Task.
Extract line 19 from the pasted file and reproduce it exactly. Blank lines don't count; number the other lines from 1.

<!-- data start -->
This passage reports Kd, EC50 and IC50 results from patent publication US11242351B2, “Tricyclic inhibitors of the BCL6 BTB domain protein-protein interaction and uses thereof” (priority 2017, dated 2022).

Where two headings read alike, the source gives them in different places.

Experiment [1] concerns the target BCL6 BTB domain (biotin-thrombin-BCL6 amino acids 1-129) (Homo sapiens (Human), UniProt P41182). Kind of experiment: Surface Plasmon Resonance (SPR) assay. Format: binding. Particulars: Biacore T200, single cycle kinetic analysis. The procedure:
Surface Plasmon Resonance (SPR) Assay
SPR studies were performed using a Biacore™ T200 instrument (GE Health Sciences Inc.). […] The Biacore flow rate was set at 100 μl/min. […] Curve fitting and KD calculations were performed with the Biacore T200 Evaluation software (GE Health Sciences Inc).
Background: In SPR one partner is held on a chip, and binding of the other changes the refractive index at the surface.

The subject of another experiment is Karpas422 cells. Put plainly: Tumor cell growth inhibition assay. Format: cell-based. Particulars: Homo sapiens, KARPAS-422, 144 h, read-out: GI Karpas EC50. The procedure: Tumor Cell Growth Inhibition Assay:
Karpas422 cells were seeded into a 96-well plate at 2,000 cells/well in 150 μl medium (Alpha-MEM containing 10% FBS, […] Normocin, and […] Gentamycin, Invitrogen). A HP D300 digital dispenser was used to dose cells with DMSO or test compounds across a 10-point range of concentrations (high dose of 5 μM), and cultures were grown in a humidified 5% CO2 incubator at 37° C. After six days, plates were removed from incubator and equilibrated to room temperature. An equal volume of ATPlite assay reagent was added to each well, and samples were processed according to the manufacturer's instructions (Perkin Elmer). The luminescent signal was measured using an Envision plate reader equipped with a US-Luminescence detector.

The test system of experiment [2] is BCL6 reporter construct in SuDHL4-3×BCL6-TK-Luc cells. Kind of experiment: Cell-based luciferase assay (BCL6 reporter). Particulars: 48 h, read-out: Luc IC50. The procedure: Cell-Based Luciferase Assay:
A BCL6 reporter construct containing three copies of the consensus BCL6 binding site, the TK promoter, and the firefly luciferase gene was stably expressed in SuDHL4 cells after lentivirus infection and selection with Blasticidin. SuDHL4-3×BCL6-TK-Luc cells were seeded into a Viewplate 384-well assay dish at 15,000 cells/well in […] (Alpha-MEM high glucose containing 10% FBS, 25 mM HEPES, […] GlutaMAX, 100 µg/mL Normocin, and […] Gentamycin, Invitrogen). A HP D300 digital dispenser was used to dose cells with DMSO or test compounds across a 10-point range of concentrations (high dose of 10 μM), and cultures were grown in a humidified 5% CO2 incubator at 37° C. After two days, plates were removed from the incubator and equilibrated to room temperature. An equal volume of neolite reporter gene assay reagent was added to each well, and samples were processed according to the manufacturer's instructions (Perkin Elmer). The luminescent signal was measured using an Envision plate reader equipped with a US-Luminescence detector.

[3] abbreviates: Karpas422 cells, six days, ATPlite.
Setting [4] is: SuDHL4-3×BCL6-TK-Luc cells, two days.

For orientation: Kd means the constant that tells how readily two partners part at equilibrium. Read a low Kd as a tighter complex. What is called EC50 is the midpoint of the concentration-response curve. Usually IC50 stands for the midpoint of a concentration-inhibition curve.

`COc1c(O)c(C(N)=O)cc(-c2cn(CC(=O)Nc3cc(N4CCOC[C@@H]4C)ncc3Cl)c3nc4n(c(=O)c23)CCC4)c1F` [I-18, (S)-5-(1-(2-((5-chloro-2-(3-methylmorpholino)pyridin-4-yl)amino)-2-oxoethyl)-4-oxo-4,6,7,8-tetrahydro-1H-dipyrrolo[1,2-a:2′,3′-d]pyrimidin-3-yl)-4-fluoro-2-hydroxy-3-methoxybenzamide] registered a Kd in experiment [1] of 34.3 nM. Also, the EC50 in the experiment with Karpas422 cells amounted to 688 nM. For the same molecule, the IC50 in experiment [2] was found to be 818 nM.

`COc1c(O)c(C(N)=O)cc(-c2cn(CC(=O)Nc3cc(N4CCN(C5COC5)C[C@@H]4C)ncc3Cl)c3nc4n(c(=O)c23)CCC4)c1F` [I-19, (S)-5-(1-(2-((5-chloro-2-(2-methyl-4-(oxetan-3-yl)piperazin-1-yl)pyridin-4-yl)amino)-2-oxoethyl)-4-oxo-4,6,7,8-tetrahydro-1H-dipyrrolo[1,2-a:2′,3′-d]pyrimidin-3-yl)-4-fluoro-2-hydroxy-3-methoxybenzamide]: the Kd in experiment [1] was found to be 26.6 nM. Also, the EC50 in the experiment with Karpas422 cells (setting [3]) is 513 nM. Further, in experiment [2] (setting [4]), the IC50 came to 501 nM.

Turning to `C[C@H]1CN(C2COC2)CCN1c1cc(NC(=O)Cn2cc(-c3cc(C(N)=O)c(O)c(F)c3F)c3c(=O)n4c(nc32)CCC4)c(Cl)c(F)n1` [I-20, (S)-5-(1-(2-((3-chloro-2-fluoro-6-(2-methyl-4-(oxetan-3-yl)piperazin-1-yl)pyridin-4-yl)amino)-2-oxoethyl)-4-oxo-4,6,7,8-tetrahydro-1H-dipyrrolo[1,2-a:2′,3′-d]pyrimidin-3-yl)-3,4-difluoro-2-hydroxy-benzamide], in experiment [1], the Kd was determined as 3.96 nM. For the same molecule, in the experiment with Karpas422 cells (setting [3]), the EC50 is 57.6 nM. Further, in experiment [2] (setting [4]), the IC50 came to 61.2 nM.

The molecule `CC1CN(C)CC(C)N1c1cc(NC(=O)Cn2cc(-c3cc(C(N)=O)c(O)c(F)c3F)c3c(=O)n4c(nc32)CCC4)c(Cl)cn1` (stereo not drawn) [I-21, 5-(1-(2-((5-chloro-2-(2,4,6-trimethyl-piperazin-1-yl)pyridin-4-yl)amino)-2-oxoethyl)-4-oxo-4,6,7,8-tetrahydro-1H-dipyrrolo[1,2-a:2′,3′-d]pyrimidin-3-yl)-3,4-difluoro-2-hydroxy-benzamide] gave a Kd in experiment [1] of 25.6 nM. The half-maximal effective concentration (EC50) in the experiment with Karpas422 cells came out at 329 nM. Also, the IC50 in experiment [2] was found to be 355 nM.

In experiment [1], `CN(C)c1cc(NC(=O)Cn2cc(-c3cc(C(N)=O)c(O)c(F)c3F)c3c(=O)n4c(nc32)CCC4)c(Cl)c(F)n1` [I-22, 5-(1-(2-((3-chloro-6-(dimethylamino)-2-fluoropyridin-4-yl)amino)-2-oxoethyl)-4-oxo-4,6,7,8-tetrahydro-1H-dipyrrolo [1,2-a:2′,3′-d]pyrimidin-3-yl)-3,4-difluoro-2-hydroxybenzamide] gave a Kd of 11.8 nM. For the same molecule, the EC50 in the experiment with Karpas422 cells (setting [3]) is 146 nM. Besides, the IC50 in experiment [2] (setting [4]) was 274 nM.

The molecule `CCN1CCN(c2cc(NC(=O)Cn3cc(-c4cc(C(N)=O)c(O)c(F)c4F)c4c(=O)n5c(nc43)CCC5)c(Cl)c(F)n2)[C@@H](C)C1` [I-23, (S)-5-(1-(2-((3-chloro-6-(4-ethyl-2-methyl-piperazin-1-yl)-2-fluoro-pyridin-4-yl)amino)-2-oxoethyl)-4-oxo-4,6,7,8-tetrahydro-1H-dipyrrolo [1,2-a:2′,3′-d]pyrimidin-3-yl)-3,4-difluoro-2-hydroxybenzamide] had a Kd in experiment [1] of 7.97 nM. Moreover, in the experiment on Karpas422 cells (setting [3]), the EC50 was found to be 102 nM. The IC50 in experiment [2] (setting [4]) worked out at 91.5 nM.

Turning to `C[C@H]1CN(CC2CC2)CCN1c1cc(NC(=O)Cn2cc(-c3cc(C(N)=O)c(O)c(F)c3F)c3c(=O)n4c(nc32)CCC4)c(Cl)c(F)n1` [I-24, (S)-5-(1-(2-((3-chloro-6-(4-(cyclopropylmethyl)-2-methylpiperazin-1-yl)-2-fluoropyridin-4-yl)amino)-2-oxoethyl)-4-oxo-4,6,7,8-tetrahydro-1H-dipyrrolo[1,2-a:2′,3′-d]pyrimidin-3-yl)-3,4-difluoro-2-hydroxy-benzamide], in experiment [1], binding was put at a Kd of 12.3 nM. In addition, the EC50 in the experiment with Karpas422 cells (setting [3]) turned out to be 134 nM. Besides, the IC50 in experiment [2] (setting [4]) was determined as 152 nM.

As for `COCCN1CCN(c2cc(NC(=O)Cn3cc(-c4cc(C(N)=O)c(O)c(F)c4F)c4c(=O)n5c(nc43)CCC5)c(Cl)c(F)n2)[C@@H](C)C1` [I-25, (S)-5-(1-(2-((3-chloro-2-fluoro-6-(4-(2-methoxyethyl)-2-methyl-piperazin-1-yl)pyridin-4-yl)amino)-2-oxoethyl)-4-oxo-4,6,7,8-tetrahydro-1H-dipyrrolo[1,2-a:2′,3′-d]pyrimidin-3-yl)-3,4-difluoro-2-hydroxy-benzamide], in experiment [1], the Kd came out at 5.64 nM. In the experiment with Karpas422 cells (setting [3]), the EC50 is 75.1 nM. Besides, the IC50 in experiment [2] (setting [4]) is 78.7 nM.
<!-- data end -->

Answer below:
The molecule `CCN1CCN(c2cc(NC(=O)Cn3cc(-c4cc(C(N)=O)c(O)c(F)c4F)c4c(=O)n5c(nc43)CCC5)c(Cl)c(F)n2)[C@@H](C)C1` [I-23, (S)-5-(1-(2-((3-chloro-6-(4-ethyl-2-methyl-piperazin-1-yl)-2-fluoro-pyridin-4-yl)amino)-2-oxoethyl)-4-oxo-4,6,7,8-tetrahydro-1H-dipyrrolo [1,2-a:2′,3′-d]pyrimidin-3-yl)-3,4-difluoro-2-hydroxybenzamide] had a Kd in experiment [1] of 7.97 nM. Moreover, in the experiment on Karpas422 cells (setting [3]), the EC50 was found to be 102 nM. The IC50 in experiment [2] (setting [4]) worked out at 91.5 nM.